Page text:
NODA representative, Jon Fox, reviews the recent production of The Lion, The Witch and The Wardrobe by The Nomads at The Nomad Theatre in Surrey (find us).
The NOMADS – “The Lion, the Witch and the Wardrobe”
Nomad Theatre – 14th December, 2016
“This fascinating novel from the mighty pen of C S Lewis is the best known of the Chronicles of Narnia and is a good choice for a company such as Nomads, who have several talented children as players. Set in wartime 1940, when the four Pevensie siblings, Peter, Edmund, Susan and Lucy were evacuated to the Dorset countryside to live with the Professor – unnamed in this production, but Digory Kirke in the novel – and a scary housekeeper, Mrs Macready, the story revolved around the adventures of the four children in Narnia, reached via a prominently placed wardrobe.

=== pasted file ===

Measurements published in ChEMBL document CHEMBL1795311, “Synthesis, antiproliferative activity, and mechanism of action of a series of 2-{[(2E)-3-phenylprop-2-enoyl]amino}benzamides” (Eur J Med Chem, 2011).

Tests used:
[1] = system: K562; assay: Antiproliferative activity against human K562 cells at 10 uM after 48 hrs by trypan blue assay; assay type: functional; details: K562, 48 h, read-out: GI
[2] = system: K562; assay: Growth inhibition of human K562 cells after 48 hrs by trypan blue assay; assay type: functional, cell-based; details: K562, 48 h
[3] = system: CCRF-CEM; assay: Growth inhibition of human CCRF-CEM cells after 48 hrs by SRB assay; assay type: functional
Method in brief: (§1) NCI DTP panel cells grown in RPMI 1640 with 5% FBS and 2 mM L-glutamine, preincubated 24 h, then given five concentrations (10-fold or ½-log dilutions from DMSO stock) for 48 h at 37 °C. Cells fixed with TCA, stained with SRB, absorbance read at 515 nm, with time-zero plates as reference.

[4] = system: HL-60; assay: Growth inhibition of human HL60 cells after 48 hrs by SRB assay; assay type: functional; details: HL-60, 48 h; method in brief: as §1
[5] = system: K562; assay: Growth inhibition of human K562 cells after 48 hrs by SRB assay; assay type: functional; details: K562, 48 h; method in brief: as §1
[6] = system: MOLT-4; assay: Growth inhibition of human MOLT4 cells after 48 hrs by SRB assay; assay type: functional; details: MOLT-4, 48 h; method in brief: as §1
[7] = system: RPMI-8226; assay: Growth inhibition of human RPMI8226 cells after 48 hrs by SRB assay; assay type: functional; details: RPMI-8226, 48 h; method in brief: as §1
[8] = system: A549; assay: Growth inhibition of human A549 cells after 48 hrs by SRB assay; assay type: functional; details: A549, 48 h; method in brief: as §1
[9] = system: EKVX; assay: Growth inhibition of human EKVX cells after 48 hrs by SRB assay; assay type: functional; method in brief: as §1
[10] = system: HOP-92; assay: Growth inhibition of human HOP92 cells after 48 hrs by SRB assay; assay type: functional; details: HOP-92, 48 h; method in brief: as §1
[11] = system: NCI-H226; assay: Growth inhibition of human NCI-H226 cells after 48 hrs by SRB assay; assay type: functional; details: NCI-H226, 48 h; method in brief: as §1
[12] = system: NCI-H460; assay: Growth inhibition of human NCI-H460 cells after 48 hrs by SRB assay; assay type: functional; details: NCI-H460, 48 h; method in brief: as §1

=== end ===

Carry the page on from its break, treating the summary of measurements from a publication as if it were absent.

An opening set of the children’s bedroom contained four single beds (with bedding) and a wooden chair and table with sewing machine (for Mrs Beaver to use later) set downstage left. A prominent and effective looking street lamp stood downstage right. The winter Narnia scene was beautifully set out with snowy landscapes and icicles up left. Tinkling winter music enhanced the magical effect.